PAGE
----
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Capitalism's Injustices

A discussion of the injustices caused by the capitalist economic system.
There are numerous and obvious examples of capitalism's injustices, which should make the American people very disillusioned and angry with the system. Large sections of America's manufacturing base have been transferred to sweatshops in Third World countries, throwing thousands of Americans out of good-paying jobs and creating what is called the "rust belt" in America's heartland. America's family farmers are being forced into bankruptcy and replaced with corporate agribusiness. The savings and loan bailout cost every American several thousand dollars in taxes. The frequent IMF bailouts cost the taxpayer even more. In addition, the tax burden is increasingly being shifted from corporations to the middle class and poor. Many corporations pay no income tax by sheltering assets in offshore subsidiaries. The CEOs of large corporations now make about 500 times the average worker's wage. While corporations fatten their bottom line with public money, welfare for the poor is cut and thousands of Americans suffer from hunger and being homeless. The infant mortality rate in some inner cities in the US is equivalent to that of a Third World country. Those of the poor who resort to crime are incarcerated by the prison-industrial complex and put to work for corporations at far less than the minimum wage. The US has the largest prison population in the world. Corporations like Westinghouse buried tons of radioactive waste in cardboard boxes and created large toxic zones around the plants that made nuclear weapons. Pacific Gas and Electric company polluted communities with chromium six. Then, there are the recent scandals of corporations like Enron, Global Crossing, World Com, Tyco and Arthur Anderson. Some employees have lost their life savings in these corporate scandals. Corporations cause wars to protect their hegemony over the natural resources and cheap labor of other countries. One would think that the American people would be clamoring for democratic worker ownership of factories and an end to all these abuses. After all, workers would never vote to send their jobs overseas, pollute their communities, steal their retirement savings or cause wars.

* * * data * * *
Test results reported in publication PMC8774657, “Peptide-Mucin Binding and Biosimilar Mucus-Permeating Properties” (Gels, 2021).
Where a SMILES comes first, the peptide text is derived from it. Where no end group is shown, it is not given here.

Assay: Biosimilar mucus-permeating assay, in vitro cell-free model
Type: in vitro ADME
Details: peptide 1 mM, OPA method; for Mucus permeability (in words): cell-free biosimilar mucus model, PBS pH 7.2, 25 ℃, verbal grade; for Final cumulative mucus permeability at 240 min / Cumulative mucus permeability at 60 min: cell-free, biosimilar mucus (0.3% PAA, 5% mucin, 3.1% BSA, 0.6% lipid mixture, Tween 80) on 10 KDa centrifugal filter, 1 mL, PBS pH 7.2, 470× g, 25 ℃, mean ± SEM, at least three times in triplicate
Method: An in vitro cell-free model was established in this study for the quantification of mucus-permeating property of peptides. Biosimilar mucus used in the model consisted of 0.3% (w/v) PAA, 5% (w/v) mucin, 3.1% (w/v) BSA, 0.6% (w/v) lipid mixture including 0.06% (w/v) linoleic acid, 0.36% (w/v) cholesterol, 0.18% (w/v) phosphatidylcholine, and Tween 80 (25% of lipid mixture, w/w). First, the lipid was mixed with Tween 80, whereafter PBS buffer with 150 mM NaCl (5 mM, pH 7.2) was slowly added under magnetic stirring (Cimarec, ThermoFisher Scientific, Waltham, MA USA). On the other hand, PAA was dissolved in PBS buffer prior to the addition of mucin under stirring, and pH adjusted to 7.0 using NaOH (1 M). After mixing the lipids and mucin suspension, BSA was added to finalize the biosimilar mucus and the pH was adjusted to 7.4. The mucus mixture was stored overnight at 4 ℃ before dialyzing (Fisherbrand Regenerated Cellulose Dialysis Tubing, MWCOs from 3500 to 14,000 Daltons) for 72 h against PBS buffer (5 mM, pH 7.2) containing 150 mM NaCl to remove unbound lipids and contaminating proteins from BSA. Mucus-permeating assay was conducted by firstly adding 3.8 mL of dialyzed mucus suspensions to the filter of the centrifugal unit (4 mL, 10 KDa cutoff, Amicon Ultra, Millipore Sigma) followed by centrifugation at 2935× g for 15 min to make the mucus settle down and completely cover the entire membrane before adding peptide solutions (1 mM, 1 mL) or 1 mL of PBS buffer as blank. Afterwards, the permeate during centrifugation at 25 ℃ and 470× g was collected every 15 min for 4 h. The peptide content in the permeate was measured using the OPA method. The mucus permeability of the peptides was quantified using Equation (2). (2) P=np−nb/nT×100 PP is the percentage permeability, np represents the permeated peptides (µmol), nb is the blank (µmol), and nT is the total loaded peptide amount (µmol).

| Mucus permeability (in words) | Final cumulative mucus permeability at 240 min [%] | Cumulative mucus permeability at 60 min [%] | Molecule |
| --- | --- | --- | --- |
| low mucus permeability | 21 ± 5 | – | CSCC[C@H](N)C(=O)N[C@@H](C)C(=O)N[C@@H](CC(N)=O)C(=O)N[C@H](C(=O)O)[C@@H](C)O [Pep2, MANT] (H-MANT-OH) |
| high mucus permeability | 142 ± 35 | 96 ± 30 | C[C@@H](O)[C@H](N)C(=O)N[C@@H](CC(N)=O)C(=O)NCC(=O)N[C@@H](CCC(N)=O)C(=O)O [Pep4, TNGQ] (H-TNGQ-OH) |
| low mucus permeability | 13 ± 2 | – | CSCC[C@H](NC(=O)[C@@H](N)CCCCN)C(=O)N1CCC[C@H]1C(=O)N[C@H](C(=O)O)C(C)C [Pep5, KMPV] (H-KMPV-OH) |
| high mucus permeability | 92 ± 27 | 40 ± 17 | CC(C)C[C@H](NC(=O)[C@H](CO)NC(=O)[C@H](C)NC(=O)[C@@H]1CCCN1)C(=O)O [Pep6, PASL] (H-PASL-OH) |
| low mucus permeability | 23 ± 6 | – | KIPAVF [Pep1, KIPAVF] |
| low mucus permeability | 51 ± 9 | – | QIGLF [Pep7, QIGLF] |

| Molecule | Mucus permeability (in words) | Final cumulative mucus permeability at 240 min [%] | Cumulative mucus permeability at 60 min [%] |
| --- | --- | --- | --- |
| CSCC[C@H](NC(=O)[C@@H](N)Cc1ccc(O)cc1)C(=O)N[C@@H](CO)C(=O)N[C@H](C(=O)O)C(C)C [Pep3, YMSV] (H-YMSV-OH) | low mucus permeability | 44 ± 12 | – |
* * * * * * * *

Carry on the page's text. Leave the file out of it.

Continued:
That is not the case, however, and with every war out come the flags and God Bless America signs. Why? I think the answer is an extremely efficient corporate propaganda system and the fact that most people live comfortably in the suburbs and attribute that condition to capitalism, rather than to decades of struggle and sacrifice by workers before them.

At one time in the United States there was child labor, horrible working conditions, 12 hour workdays, extremely low wages and no social security, unemployment compensation or sick pay. This did not change because Rockefeller, DuPont, Morgan, Mellon and the other robber barons decided to be generous. They fought the 8 hour day, the end of child labor and every other progressive reform tooth and nail. They hired goon squads and Pinkertons to bust the heads of strikers and used state militias to machine gun strikers and their families, as occurred in the Ludlow massacre of coal miners in Colorado. Ironically, socialists, communists and anarchists, the people Americans have been taught to despise, were at the forefront of the struggle to attain prosperity for American workers and a safety net if they became ill, disabled or elderly.

Now, reactionary fascists like President George W. Bush are attempting to roll back all these reforms by the magician's trick of diverting attention and emotions to war, nationalism and patriotism, while wealth is redistributed upward and Social Security is privatized as well as schools and public services. It is time for a new generation of Americans to fight back if they have the courage.
 
 

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